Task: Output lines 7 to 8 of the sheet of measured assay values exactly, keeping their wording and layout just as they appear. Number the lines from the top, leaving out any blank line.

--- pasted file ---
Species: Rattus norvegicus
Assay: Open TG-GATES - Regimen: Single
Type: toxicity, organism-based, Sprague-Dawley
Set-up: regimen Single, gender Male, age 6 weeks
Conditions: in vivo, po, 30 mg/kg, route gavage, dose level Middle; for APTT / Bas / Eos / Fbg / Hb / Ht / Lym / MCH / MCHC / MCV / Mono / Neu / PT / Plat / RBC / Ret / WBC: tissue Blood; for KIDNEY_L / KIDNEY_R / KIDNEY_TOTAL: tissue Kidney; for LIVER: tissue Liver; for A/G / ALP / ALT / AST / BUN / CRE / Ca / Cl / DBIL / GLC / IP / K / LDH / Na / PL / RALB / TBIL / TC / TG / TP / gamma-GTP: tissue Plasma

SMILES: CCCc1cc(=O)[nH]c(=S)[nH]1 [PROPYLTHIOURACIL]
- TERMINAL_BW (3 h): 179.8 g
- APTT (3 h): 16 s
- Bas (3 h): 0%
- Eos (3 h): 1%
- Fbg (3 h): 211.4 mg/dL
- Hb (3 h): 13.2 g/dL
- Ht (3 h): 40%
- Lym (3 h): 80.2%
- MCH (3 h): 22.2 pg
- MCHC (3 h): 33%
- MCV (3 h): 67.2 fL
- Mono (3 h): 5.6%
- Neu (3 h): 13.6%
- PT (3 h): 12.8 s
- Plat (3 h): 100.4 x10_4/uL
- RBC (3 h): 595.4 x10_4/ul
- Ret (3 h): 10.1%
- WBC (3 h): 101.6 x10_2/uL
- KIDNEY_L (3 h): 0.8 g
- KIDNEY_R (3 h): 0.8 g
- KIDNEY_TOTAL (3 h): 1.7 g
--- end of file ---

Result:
- TERMINAL_BW (3 h): 179.8 g
- APTT (3 h): 16 s